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Produce exports marked by ‘tense trade atmosphere’ since border openings with Syria, Iraq — association

Ministry refutes claim of shaky exports, points to recent trade agreements

By Maram Kayed - Feb 24,2019 - Last updated at Feb 25,2019

The Jordan Exporters and Producers Association for Fruit and Vegetables on Sunday said the recent border openings with Iraq and Syria have not helped produce exports. The Ministry of Industry, Trade and Supply refuted the claim (Photo by Osama Aqarbeh)

AMMAN — Some fruit and vegetable dealers on Sunday said that exports to Iraq and Syria are being affected by a “tense trade atmosphere”; a statement the Ministry of Industry, Trade and Supply rebuked.

The Jaber/Nasib border crossing with Syria was closed for three years due to the security situation in southern Syria, but it was reopened in October of last year.

The Karamah/Tureibil border crossing with Iraq was also closed in 2015, but was partially reopened in 2017. It is now set to undergo EU-funded rehabilitation so it can operate at its “full potential”, senior Iraqi and Jordanian officials recently told The Jordan Times at a press conference.

However, President of the Jordan Exporters and Producers Association for Fruit and Vegetables Saadi Abu Hammad said his sector was still witnessing stagnant export rates after the reopening of both borders.

“The Iraqi side promised us they would be putting in large orders, and yet we have not sent one truck their way since we signed the agreement that exempted Jordanian goods from customs,” he told The Jordan Times over the phone.

The sector, according to Abu Hammad, has not exported anything to Iraq in the last six months. “They say they have sufficiency, but that was not what they said when we first signed the agreement.”

According to Abu Hammad, fruit and vegetable exports for February were down 70 per cent compared with the same month last year. 

However, the President of the Jordan Exporters and Producers Society for Fruits and Vegetables Abdullah Zeben said: “There are no problems with Iraq. Even before the Karameh border reopened, we would send them certain vegetables through Basra. However, right now, their needs are met. It is not a matter of tensions or shaky relations.”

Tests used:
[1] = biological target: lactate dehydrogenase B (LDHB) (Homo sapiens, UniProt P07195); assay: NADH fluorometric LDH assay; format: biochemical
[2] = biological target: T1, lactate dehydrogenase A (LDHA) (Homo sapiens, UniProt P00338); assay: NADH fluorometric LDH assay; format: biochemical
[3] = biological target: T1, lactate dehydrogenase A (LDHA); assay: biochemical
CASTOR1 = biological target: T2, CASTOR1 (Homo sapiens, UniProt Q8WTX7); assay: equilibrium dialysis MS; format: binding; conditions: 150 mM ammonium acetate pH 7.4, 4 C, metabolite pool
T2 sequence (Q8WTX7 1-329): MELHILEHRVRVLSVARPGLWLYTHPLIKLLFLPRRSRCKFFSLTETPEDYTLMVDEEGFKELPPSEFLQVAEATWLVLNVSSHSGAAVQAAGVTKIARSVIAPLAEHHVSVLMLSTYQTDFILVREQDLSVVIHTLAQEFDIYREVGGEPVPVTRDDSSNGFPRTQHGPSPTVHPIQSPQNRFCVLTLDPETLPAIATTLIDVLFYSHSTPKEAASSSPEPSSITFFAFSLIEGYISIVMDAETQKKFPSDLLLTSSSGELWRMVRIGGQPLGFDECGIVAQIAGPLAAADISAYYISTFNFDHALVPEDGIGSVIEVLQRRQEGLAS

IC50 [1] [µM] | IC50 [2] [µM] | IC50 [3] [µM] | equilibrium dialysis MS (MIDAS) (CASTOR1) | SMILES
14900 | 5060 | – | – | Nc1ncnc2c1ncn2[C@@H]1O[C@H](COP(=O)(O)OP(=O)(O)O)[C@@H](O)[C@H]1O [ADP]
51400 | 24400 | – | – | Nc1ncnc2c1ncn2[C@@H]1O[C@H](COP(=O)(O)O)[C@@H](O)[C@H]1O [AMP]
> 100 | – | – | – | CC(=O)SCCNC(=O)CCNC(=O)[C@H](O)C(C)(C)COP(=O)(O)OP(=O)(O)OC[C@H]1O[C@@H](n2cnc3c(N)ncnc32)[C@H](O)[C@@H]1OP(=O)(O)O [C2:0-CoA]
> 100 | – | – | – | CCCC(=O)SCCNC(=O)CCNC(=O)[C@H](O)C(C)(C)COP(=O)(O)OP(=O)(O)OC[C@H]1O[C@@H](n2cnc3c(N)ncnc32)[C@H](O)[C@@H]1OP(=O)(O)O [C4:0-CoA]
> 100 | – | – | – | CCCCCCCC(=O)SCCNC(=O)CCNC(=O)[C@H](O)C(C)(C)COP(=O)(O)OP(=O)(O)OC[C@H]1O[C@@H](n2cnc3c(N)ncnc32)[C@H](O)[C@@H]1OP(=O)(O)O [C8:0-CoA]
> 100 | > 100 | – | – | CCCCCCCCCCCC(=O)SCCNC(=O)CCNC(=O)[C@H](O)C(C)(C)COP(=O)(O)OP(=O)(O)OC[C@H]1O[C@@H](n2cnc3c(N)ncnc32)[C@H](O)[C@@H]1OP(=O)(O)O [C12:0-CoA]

The ministry echoed the same statement. Ministry Spokesperson Yanal Barmawi said that “the association’s claims could not be further from the truth”.

He further stated that “the traffic at the Iraqi border has picked up significantly. The recently-signed agreement to allow Jordanian trucks to enter Iraq and vice versa has had a very positive effect on all trade activity, including that of fruits and vegetables”.

He reiterated that it is only a matter of supply and demand.

The association also claimed that, at the Jaber border crossing to the north, “not one kilogramme has been exported to Syria ever since it was opened. We [Jordanian dealers], on the other hand, have imported 5-6 tonnes since then”, according to Abu Hammad. 

Abu Hammad claimed that trade relations with Syria in his sector are “tense” after Syria turned to Pakistan to import most of its fruits and vegetables. Now Jordan, in turn, has replaced Syria with Egypt as its main importer of citrons. 

Trade with Syria, however, was “never the aim behind reopening the border”, said Zeben.

“Transporting our goods across to Turkey and Europe is the desired and lucrative use of the border. Trade with Syria does not generate much profit now, as the exchange rate is very disproportionate.”

Currently, JD1 equals approximately 700 Syrian pounds. “Our dealers barely break even when they distribute in Syria,” Zeben added.

“Regardless of the state of trade between our neighbouring countries, which is not in any way under threat, the dealers’ abilities to market and sell our local products should be able to triumph over any challenge,” concluded Barmawi.

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